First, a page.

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RIGOR. CFN 211 Principals’ Conference January 24, 2014 Jean McKeon, Network Leader Kim Gori-Rizzo & Tracy Keane.

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Rigor

RIGOR

CFN 211 Principals’ Conference

January 24, 2014

Jean McKeon, Network Leader

Kim Gori-Rizzo & Tracy Keane


What is rigor

Rigor is creating an environment in which each student is expected to learn at high levels, each student is supported so he or she can learn at high levels, and each student demonstrates learning at high levels.

(Blackburn, 2013)

What is Rigor?


New calls for rigor

  • The Condition of College and Career Readiness has reinforced the lack of preparedness of middle school students as well as high school graduates for college and for the workforce.

  • The CCLS reinforce the need for increased rigor.

    Rigor is at the center of the standards, and much of the push for the standards came from a concern about the lack of rigor in many schools today.

New Calls for Rigor


Seven myths of rigor

  • Lots of homework is a sign of rigor.

  • Rigor means doing more.

  • Rigor is not for everyone.

  • Providing support means lessening rigor.

  • Resources equal rigor.

  • Standards alone take care of rigor.

  • Rigor is just one more thing to do.

Seven Myths of Rigor


Ways to increase rigor

RRaise the level of Content

IIncrease the Complexity

GGive appropriate support and guidance

OOpen your Focus

RRaise Expectations

Ways to Increase Rigor


Raise the level of content

  • Focus on depth

  • Various types of texts

  • Create interdisciplinary lessons and projects

  • Ensure all content is challenging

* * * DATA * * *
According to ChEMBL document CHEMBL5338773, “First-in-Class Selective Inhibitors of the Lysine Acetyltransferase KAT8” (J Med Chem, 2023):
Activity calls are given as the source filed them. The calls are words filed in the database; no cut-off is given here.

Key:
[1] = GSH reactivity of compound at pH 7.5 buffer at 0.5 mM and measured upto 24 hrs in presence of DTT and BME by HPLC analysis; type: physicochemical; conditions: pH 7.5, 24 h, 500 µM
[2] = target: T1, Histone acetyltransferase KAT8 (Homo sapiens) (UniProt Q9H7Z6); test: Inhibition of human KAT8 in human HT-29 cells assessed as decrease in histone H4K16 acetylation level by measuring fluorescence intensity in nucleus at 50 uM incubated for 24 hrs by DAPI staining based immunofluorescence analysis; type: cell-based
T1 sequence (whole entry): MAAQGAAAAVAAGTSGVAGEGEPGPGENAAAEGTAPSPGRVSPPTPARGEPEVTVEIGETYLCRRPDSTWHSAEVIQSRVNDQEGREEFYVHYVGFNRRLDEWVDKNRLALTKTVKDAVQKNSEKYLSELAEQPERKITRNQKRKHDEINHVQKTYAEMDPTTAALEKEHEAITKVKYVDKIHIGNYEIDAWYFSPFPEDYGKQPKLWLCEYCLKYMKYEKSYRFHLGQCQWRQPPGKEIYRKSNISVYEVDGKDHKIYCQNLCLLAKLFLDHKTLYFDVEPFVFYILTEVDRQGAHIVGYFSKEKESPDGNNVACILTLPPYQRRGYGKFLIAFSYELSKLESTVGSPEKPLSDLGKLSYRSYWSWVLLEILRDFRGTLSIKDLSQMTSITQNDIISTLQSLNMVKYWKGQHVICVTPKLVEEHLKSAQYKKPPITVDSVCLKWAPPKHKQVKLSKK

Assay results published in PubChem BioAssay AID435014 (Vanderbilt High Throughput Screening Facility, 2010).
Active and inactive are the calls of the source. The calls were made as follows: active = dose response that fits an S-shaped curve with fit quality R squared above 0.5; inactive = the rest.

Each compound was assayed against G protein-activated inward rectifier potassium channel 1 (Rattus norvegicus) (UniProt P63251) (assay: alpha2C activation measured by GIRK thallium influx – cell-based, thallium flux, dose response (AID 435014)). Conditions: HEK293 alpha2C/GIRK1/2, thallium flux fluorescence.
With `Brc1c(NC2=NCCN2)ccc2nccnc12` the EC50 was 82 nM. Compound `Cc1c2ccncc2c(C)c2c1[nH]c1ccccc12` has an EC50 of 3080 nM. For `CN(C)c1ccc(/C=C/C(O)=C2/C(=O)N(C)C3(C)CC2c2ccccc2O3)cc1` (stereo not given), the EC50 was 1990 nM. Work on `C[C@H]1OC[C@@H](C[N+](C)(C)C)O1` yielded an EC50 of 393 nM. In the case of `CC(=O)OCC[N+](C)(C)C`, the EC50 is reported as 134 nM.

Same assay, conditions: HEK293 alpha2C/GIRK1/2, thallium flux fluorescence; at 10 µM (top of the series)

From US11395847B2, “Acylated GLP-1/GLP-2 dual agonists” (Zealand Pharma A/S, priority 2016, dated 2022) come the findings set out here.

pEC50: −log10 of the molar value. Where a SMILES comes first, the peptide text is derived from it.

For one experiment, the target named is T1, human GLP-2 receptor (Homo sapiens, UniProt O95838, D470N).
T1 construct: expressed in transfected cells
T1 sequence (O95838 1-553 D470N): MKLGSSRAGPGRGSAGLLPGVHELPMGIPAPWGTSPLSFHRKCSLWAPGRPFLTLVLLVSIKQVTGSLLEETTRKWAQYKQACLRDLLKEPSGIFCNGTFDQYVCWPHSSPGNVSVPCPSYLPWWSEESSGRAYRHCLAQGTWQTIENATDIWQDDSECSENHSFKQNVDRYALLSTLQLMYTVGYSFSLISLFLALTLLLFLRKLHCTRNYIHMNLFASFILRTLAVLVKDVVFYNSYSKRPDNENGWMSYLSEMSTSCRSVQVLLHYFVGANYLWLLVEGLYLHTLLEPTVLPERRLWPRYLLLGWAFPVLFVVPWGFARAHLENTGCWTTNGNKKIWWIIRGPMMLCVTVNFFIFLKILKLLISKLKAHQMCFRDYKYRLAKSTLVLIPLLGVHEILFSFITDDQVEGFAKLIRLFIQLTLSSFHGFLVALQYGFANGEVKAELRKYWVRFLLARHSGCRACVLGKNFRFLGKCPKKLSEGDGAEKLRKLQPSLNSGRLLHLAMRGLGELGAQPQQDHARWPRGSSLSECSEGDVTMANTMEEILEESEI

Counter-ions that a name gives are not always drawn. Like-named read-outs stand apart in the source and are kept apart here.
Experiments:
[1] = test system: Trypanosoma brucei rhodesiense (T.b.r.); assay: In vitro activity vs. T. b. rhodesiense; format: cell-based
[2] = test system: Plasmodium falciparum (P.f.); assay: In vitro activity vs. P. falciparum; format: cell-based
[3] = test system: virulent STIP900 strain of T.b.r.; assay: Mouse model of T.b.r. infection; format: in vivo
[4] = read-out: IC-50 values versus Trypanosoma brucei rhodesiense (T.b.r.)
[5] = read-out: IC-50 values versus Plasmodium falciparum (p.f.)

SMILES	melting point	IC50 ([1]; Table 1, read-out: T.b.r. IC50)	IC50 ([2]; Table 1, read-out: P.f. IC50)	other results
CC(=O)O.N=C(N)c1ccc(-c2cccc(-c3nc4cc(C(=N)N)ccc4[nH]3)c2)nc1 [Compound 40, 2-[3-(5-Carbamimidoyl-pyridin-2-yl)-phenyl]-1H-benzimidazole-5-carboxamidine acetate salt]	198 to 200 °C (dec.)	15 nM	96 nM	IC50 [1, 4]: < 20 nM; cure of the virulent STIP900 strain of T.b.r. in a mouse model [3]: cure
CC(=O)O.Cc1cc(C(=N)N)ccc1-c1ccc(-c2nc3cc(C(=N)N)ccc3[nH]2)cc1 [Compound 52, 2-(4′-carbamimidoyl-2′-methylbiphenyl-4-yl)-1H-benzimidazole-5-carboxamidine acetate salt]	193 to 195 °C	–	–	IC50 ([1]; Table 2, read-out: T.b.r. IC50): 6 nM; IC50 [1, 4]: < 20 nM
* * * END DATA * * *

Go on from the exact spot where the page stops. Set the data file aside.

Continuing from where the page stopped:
Raise the level of Content


Increase complexity

  • Increase the complexity of assignments from isolated facts to application of knowledge

  • Problem Based Learning

  • Complexity in Writing (RAFT-Role/Audience/Format/Topic)

  • Complexity with Vocabulary – require students to synthesize information about a term or concept and refine it to the key points

Increase Complexity


Give appropriate support and guidance

  • Provide Extra Scaffolding for Students

  • Model Expected Instructional Behaviors

  • Provide Clear Expectations

  • Present Multiple Opportunities to Learn

Give Appropriate Support and Guidance


Open your focus

Shift from a narrow, closed focus to a wider, more open-ended one by:

  • Open-Ended Questioning

  • Open-Ended Vocabulary Instruction

  • Open-Ended Projects

  • Open-Ended Choices for Students

Open Your Focus


Raise expectations

  • Expecting the Best

  • Expanding the Vision

  • Ownership of Learning

  • Tracking Progress

  • Creating a Culture

Raise Expectations


Assessment impacts learning

Summative Assessments are used to evaluate students

Formative Assessments are used to help a student and teacher adjust to improve learning

Three-Step Process of Formative Assessment

  • Look at your students to learn about them

  • Watch their progress

  • Help them grow

    • G – Gauge where your students are

    • R – Recognize their strengths and weaknesses

    • O – One step at a time, provide instruction to help them grow

    • W -Watch them rise to higher levels

Assessment: Impacts Learning


Let s hear from babs

Let’s hear from Babs!


Classroom visit tool

Classroom Visit Tool


Classroom visit schedule

Classroom Visit Schedule


Classroom visit reflections

After visiting classrooms, review your findings with your team:

  • Discuss evidence of rigor you observed.

  • In what ways are these practices rigorous?

  • Identify any trends you may have found

  • What are some concepts from today that we can bring back to our own schools?

Classroom Visit Reflections


For further reference

Adding Rigor

Principal Leadership, NASSP, Sept. 2009

By Ronald Williamson and

Barbara Blackburn

For further reference…


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